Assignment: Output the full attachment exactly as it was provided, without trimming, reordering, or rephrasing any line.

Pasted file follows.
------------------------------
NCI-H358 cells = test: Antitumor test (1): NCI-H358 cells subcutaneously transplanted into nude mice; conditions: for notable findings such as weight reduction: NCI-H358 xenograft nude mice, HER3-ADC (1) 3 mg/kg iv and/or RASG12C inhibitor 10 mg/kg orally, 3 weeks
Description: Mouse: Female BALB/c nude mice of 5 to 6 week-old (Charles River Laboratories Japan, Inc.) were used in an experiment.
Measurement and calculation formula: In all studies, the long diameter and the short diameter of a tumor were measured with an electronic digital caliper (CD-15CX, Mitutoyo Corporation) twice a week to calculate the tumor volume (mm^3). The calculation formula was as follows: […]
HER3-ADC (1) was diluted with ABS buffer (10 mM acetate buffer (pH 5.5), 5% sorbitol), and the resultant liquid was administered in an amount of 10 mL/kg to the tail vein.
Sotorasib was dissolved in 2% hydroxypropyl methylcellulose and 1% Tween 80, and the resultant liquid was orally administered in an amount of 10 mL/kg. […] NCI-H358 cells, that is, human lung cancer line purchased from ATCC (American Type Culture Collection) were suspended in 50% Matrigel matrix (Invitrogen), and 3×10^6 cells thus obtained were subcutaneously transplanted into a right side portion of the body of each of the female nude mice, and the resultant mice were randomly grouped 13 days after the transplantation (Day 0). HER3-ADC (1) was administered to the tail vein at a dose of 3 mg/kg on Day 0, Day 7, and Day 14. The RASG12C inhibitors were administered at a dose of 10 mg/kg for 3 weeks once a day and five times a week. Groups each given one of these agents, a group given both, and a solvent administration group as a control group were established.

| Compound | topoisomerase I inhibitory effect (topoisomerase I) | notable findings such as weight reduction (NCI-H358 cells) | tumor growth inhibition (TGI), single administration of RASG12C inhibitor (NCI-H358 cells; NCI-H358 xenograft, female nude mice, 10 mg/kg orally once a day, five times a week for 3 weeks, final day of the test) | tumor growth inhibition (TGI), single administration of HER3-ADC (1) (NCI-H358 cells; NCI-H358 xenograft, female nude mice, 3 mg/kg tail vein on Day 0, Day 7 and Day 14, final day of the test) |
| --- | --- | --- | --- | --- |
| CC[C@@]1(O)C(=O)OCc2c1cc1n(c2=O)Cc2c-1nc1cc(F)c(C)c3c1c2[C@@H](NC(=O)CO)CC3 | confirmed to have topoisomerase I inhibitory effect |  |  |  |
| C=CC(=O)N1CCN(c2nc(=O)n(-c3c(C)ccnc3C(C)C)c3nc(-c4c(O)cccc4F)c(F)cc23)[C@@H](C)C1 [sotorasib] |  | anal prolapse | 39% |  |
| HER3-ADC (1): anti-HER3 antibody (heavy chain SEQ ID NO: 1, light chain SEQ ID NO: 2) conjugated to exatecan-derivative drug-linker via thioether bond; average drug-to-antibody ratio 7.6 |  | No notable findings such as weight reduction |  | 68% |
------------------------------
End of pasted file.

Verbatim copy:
NCI-H358 cells = test: Antitumor test (1): NCI-H358 cells subcutaneously transplanted into nude mice; conditions: for notable findings such as weight reduction: NCI-H358 xenograft nude mice, HER3-ADC (1) 3 mg/kg iv and/or RASG12C inhibitor 10 mg/kg orally, 3 weeks
Description: Mouse: Female BALB/c nude mice of 5 to 6 week-old (Charles River Laboratories Japan, Inc.) were used in an experiment.
Measurement and calculation formula: In all studies, the long diameter and the short diameter of a tumor were measured with an electronic digital caliper (CD-15CX, Mitutoyo Corporation) twice a week to calculate the tumor volume (mm^3). The calculation formula was as follows: […]
HER3-ADC (1) was diluted with ABS buffer (10 mM acetate buffer (pH 5.5), 5% sorbitol), and the resultant liquid was administered in an amount of 10 mL/kg to the tail vein.
Sotorasib was dissolved in 2% hydroxypropyl methylcellulose and 1% Tween 80, and the resultant liquid was orally administered in an amount of 10 mL/kg. […] NCI-H358 cells, that is, human lung cancer line purchased from ATCC (American Type Culture Collection) were suspended in 50% Matrigel matrix (Invitrogen), and 3×10^6 cells thus obtained were subcutaneously transplanted into a right side portion of the body of each of the female nude mice, and the resultant mice were randomly grouped 13 days after the transplantation (Day 0). HER3-ADC (1) was administered to the tail vein at a dose of 3 mg/kg on Day 0, Day 7, and Day 14. The RASG12C inhibitors were administered at a dose of 10 mg/kg for 3 weeks once a day and five times a week. Groups each given one of these agents, a group given both, and a solvent administration group as a control group were established.

| Compound | topoisomerase I inhibitory effect (topoisomerase I) | notable findings such as weight reduction (NCI-H358 cells) | tumor growth inhibition (TGI), single administration of RASG12C inhibitor (NCI-H358 cells; NCI-H358 xenograft, female nude mice, 10 mg/kg orally once a day, five times a week for 3 weeks, final day of the test) | tumor growth inhibition (TGI), single administration of HER3-ADC (1) (NCI-H358 cells; NCI-H358 xenograft, female nude mice, 3 mg/kg tail vein on Day 0, Day 7 and Day 14, final day of the test) |
| --- | --- | --- | --- | --- |
| CC[C@@]1(O)C(=O)OCc2c1cc1n(c2=O)Cc2c-1nc1cc(F)c(C)c3c1c2[C@@H](NC(=O)CO)CC3 | confirmed to have topoisomerase I inhibitory effect |  |  |  |
| C=CC(=O)N1CCN(c2nc(=O)n(-c3c(C)ccnc3C(C)C)c3nc(-c4c(O)cccc4F)c(F)cc23)[C@@H](C)C1 [sotorasib] |  | anal prolapse | 39% |  |
| HER3-ADC (1): anti-HER3 antibody (heavy chain SEQ ID NO: 1, light chain SEQ ID NO: 2) conjugated to exatecan-derivative drug-linker via thioether bond; average drug-to-antibody ratio 7.6 |  | No notable findings such as weight reduction |  | 68% |